Timothy Stover

Timothy Stover

Glass Artist /Purveyor of too much information

March 13, 2017


Tell us more about some of your past projects?

For the last seven years I have been working in cast glass.  The body of work was predominantly based on breaking and reassembling glass pieces.  The idea was to take pieces that were “ruined” and put them back together with another section of glass. This was my attempt at giving the remnants a new life while making something entirely new from what we as a society have deemed fragile and worthless, broken glass.

What current projects are you working on?

I am currently working on a new body of work I began in 2016.  The work is simply titled “Studies” because that is exactly what they are.  I’ve been experimenting with laminated glass using colored adhesives.  It’s still a relatively new process to me, therefore, I am still figuring things out.  So for each new study, I try something different or try to improve upon the last piece.  Some are successful, and some are not, but seeing how the colors and glass interact with different angles is the whole idea.  I’m trying to find my voice with the glass.  And when I find it, I will consider naming my work again.

What advantages does being in Northwest Ohio/Toledo offer your efforts?

In 2014, I moved back to Toledo from Arlington, Texas for studio access.  My studio is located at the Schmidt Messenger Studios.  Here, I have my own space and share space with other local artists. I also have access to the TMA Glass Pavilion where I do a fair amount of my grinding and polishing. Between the two studios, I haven’t found a cheaper place to make my art.  

Tell us about one of your greatest successes.

This past year, I recently showed at the SOFA Chicago Expo.  It was a huge step in my career to be shown with some of the best work in the nation.

Tell us who or what gives you inspiration?

Right now I am fascinated with Hungarian glass sculpture. They have been laminated and polishing glass for decades.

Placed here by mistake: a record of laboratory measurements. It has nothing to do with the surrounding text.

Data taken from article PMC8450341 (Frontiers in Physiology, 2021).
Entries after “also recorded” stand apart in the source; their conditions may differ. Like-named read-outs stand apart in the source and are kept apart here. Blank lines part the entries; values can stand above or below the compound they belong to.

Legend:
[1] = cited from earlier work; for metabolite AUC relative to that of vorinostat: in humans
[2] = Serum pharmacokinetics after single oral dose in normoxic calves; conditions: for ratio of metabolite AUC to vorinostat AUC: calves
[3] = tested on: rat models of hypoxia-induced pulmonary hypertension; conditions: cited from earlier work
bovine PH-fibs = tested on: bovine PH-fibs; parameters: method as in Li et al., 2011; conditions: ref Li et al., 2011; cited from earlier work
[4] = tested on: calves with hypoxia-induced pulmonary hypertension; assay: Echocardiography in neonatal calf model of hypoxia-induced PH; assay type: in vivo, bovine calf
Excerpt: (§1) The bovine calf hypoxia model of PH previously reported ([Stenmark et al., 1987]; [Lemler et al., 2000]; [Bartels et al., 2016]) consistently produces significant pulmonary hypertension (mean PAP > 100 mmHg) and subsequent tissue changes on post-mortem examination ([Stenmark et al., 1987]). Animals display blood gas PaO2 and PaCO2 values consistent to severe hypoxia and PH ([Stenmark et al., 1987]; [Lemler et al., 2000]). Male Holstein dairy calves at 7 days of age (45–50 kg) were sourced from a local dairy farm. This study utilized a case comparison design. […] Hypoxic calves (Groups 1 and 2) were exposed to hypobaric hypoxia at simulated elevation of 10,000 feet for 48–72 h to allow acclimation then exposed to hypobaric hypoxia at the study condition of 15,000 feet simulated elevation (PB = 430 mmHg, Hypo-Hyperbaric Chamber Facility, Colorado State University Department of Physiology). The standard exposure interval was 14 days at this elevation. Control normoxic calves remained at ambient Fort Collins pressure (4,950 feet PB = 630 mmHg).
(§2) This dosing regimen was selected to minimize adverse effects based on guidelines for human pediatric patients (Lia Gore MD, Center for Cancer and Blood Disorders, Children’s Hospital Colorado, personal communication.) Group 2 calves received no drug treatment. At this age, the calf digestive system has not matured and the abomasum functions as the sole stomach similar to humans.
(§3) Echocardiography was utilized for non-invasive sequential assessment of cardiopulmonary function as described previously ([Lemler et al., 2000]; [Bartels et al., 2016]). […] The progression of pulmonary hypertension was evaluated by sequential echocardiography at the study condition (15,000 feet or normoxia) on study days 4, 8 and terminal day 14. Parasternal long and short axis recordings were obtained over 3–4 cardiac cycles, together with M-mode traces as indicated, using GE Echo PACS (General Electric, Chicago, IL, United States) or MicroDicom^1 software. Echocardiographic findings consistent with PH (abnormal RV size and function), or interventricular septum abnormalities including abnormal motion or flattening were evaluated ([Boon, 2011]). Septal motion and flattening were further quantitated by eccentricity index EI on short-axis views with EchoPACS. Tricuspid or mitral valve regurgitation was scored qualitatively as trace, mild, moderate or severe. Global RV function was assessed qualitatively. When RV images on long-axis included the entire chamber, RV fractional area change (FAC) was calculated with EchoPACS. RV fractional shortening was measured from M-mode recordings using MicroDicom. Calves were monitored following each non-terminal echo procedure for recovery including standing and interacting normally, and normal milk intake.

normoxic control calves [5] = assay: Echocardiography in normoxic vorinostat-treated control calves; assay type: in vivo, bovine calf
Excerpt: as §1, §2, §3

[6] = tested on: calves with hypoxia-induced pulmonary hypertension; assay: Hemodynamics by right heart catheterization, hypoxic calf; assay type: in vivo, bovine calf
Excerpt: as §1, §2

Tell us about your background.

I was born and raised in Bucyrus, Ohio.  I lived in Toledo for 9 years before moving to Kent, Ohio to pursue my Master’s Degree.  I spent a short time in Texas as an Art Handler, but returned to Toledo so I could afford to make work once again.  Right now, I teach at The University of Toledo, Tiffin University, and the Toledo Museum of Art while still trying to find time to make my work.

Favorite place for local culture?

Toledo Museum of Art

Toledo’s “best kept secret” is . . .

My yet to be announced Netflix dating site.

My favorite place to chill locally is . . . 


My favorite natural space in the Toledo area is . . .

I love the view of the river from Walbridge Park.

When I’m not working hard, I can always be found . . .

sleeping in my bed.

If you could change anything about the current landscape for creative, progressive people . . .

Toledo needs more high end art galleries showcasing work from across the world, so we can keep up with contemporary movements.  The more we are exposed to, the better our art will become.

Name one person (living or deceased) who you would love to collaborate with.

Stanislav Libensky

Name a CD, book or website you can’t live without.

Live Studio recording of “Ocean” by John Butler

3 words that best describe me or my work are . . .

technical, geometric, intricate

Give us 5 Desert Island Album picks.
    In no particular order:   

Prof, “Kaiser Von Powderhorn 2”
Incubus, “Morning View”
John Butler Trio, “April Uprising”
Led Zeppelin III
Tech N9ne, “Something Else”

My biggest vice is . . .


I’d like to see __________ in Toledo.

Sustainable galleries

What’s the last dream you recall having?

Back in high school football

The last lyric that moved me was . . .

Seth Sentry, “My Scene”  the entire song

The best gift I’ve ever received was . . . 

My aloe tree

I want my last meal to be _______________.

Lobster, scallops, crab, shrimp and maybe a vegetable


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